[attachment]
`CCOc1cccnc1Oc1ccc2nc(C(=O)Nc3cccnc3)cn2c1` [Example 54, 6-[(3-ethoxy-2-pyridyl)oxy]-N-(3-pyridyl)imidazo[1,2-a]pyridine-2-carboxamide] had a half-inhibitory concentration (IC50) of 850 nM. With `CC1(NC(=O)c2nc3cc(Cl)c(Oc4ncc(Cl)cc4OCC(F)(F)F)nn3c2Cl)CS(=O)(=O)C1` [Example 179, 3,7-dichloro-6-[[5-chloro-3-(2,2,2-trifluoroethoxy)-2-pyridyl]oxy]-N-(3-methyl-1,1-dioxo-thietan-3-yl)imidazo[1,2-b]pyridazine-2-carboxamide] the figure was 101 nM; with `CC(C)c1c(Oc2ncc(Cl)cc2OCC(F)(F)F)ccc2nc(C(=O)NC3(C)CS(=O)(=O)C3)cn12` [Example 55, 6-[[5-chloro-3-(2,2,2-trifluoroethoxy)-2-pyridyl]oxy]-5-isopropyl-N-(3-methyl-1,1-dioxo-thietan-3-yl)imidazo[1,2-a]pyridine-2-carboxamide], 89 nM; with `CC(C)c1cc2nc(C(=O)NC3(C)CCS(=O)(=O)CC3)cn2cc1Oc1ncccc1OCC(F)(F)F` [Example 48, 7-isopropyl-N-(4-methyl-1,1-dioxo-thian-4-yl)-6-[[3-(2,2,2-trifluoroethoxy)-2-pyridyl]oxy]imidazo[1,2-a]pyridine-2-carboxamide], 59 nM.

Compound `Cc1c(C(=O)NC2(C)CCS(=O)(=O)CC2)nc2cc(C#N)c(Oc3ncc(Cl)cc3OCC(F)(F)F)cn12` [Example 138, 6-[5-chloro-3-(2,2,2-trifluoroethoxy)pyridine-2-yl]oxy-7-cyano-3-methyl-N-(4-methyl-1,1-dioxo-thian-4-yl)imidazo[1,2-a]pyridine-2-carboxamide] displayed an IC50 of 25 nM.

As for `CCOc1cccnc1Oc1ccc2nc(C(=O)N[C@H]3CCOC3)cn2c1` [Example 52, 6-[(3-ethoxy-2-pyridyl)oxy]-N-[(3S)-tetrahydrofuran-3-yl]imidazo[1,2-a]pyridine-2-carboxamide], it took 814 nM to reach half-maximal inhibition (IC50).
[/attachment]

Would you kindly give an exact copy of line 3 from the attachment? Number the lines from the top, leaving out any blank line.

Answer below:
As for `CCOc1cccnc1Oc1ccc2nc(C(=O)N[C@H]3CCOC3)cn2c1` [Example 52, 6-[(3-ethoxy-2-pyridyl)oxy]-N-[(3S)-tetrahydrofuran-3-yl]imidazo[1,2-a]pyridine-2-carboxamide], it took 814 nM to reach half-maximal inhibition (IC50).